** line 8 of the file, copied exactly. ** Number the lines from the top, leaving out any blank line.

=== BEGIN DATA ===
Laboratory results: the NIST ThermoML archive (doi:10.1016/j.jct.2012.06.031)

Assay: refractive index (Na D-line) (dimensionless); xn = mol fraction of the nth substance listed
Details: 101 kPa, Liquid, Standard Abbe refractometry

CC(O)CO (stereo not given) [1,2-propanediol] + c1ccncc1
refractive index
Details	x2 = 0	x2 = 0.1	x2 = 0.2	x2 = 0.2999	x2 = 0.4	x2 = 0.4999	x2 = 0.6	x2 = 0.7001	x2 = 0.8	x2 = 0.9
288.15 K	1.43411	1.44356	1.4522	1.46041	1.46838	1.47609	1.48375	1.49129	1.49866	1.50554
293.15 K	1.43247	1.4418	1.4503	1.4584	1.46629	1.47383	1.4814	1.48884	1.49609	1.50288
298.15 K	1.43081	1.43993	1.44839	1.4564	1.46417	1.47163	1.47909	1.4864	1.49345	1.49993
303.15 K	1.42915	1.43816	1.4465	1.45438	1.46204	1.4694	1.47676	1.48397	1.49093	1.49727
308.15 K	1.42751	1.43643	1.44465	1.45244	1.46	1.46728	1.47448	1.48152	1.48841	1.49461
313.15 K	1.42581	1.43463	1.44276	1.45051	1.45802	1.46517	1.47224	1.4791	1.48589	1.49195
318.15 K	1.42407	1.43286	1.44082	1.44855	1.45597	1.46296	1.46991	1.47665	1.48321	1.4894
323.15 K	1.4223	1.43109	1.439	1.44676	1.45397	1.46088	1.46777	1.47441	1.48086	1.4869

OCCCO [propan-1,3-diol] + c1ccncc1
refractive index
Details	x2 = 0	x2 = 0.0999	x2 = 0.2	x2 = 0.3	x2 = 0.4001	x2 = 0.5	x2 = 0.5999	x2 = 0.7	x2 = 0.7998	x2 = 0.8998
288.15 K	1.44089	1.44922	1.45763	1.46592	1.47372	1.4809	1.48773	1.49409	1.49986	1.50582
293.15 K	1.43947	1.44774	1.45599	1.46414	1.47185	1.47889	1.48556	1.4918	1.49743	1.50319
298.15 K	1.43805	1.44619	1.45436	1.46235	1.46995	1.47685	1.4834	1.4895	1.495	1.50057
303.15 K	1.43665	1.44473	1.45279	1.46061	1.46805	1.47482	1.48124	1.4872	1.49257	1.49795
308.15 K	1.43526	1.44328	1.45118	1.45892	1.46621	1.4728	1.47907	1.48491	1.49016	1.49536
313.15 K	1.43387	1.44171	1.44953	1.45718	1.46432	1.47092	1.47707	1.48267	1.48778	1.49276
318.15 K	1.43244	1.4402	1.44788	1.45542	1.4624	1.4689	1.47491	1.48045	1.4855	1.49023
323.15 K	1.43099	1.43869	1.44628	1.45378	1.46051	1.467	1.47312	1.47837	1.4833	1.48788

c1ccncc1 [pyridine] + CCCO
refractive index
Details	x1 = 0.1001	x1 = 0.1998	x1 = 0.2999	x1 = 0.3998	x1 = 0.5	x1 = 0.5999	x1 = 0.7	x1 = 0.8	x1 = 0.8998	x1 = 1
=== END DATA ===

293.15 K	1.43247	1.4418	1.4503	1.4584	1.46629	1.47383	1.4814	1.48884	1.49609	1.50288